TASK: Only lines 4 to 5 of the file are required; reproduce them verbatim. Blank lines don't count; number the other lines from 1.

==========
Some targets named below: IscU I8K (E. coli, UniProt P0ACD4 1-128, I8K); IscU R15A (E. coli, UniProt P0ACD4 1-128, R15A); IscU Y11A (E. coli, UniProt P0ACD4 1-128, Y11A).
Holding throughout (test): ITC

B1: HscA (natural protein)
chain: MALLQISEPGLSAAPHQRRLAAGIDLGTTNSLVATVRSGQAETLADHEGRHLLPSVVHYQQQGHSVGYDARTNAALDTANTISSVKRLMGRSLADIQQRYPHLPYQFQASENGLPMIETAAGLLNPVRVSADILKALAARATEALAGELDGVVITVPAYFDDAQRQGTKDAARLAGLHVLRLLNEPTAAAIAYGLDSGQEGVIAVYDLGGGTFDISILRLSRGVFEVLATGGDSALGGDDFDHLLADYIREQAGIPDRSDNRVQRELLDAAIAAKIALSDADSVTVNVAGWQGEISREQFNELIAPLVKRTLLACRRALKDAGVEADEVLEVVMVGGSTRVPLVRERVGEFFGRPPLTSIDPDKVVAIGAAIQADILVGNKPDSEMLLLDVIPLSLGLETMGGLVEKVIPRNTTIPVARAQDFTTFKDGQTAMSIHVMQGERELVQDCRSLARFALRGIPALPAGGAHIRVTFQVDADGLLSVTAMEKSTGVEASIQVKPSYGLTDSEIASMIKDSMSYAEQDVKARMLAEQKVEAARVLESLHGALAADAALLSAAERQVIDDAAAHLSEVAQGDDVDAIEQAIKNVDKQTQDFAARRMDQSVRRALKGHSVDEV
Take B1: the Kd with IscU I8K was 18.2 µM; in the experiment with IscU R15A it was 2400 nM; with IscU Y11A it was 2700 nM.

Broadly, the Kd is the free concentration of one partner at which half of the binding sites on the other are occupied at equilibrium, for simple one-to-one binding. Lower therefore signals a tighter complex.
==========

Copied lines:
chain: MALLQISEPGLSAAPHQRRLAAGIDLGTTNSLVATVRSGQAETLADHEGRHLLPSVVHYQQQGHSVGYDARTNAALDTANTISSVKRLMGRSLADIQQRYPHLPYQFQASENGLPMIETAAGLLNPVRVSADILKALAARATEALAGELDGVVITVPAYFDDAQRQGTKDAARLAGLHVLRLLNEPTAAAIAYGLDSGQEGVIAVYDLGGGTFDISILRLSRGVFEVLATGGDSALGGDDFDHLLADYIREQAGIPDRSDNRVQRELLDAAIAAKIALSDADSVTVNVAGWQGEISREQFNELIAPLVKRTLLACRRALKDAGVEADEVLEVVMVGGSTRVPLVRERVGEFFGRPPLTSIDPDKVVAIGAAIQADILVGNKPDSEMLLLDVIPLSLGLETMGGLVEKVIPRNTTIPVARAQDFTTFKDGQTAMSIHVMQGERELVQDCRSLARFALRGIPALPAGGAHIRVTFQVDADGLLSVTAMEKSTGVEASIQVKPSYGLTDSEIASMIKDSMSYAEQDVKARMLAEQKVEAARVLESLHGALAADAALLSAAERQVIDDAAAHLSEVAQGDDVDAIEQAIKNVDKQTQDFAARRMDQSVRRALKGHSVDEV
Take B1: the Kd with IscU I8K was 18.2 µM; in the experiment with IscU R15A it was 2400 nM; with IscU Y11A it was 2700 nM.